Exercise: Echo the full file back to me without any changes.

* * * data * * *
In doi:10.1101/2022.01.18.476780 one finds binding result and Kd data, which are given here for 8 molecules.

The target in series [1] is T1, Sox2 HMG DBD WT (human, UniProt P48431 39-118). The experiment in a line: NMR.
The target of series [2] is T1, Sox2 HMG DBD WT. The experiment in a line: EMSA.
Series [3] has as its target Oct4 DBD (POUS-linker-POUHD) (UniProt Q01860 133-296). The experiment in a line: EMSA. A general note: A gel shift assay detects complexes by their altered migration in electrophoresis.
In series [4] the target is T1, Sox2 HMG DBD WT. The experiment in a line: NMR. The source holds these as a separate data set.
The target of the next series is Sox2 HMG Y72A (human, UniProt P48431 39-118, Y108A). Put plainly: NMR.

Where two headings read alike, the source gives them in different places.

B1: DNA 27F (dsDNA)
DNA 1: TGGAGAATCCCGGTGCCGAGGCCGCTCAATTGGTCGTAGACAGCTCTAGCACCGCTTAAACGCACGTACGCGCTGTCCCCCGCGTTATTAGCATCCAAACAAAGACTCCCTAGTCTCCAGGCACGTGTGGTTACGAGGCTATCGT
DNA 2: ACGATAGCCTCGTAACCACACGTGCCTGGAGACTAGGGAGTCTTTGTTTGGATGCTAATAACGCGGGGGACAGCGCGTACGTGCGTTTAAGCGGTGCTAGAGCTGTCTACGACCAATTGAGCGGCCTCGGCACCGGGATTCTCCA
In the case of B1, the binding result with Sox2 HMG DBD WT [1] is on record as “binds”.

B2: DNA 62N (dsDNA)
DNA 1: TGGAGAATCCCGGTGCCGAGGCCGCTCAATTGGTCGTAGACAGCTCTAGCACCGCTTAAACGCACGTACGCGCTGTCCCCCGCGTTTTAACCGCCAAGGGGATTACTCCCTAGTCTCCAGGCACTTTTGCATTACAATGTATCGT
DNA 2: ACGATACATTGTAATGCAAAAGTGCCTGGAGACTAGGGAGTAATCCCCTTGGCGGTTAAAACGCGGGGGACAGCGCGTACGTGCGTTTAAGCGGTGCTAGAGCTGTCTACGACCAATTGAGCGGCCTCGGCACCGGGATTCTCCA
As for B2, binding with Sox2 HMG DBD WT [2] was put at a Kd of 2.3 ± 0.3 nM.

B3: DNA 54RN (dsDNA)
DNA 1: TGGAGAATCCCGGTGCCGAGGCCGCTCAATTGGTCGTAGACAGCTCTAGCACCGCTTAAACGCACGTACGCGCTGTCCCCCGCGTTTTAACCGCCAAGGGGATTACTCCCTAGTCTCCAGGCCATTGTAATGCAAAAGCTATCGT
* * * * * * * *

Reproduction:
In doi:10.1101/2022.01.18.476780 one finds binding result and Kd data, which are given here for 8 molecules.

The target in series [1] is T1, Sox2 HMG DBD WT (human, UniProt P48431 39-118). The experiment in a line: NMR.
The target of series [2] is T1, Sox2 HMG DBD WT. The experiment in a line: EMSA.
Series [3] has as its target Oct4 DBD (POUS-linker-POUHD) (UniProt Q01860 133-296). The experiment in a line: EMSA. A general note: A gel shift assay detects complexes by their altered migration in electrophoresis.
In series [4] the target is T1, Sox2 HMG DBD WT. The experiment in a line: NMR. The source holds these as a separate data set.
The target of the next series is Sox2 HMG Y72A (human, UniProt P48431 39-118, Y108A). Put plainly: NMR.

Where two headings read alike, the source gives them in different places.

B1: DNA 27F (dsDNA)
DNA 1: TGGAGAATCCCGGTGCCGAGGCCGCTCAATTGGTCGTAGACAGCTCTAGCACCGCTTAAACGCACGTACGCGCTGTCCCCCGCGTTATTAGCATCCAAACAAAGACTCCCTAGTCTCCAGGCACGTGTGGTTACGAGGCTATCGT
DNA 2: ACGATAGCCTCGTAACCACACGTGCCTGGAGACTAGGGAGTCTTTGTTTGGATGCTAATAACGCGGGGGACAGCGCGTACGTGCGTTTAAGCGGTGCTAGAGCTGTCTACGACCAATTGAGCGGCCTCGGCACCGGGATTCTCCA
In the case of B1, the binding result with Sox2 HMG DBD WT [1] is on record as “binds”.

B2: DNA 62N (dsDNA)
DNA 1: TGGAGAATCCCGGTGCCGAGGCCGCTCAATTGGTCGTAGACAGCTCTAGCACCGCTTAAACGCACGTACGCGCTGTCCCCCGCGTTTTAACCGCCAAGGGGATTACTCCCTAGTCTCCAGGCACTTTTGCATTACAATGTATCGT
DNA 2: ACGATACATTGTAATGCAAAAGTGCCTGGAGACTAGGGAGTAATCCCCTTGGCGGTTAAAACGCGGGGGACAGCGCGTACGTGCGTTTAAGCGGTGCTAGAGCTGTCTACGACCAATTGAGCGGCCTCGGCACCGGGATTCTCCA
As for B2, binding with Sox2 HMG DBD WT [2] was put at a Kd of 2.3 ± 0.3 nM.

B3: DNA 54RN (dsDNA)
DNA 1: TGGAGAATCCCGGTGCCGAGGCCGCTCAATTGGTCGTAGACAGCTCTAGCACCGCTTAAACGCACGTACGCGCTGTCCCCCGCGTTTTAACCGCCAAGGGGATTACTCCCTAGTCTCCAGGCCATTGTAATGCAAAAGCTATCGT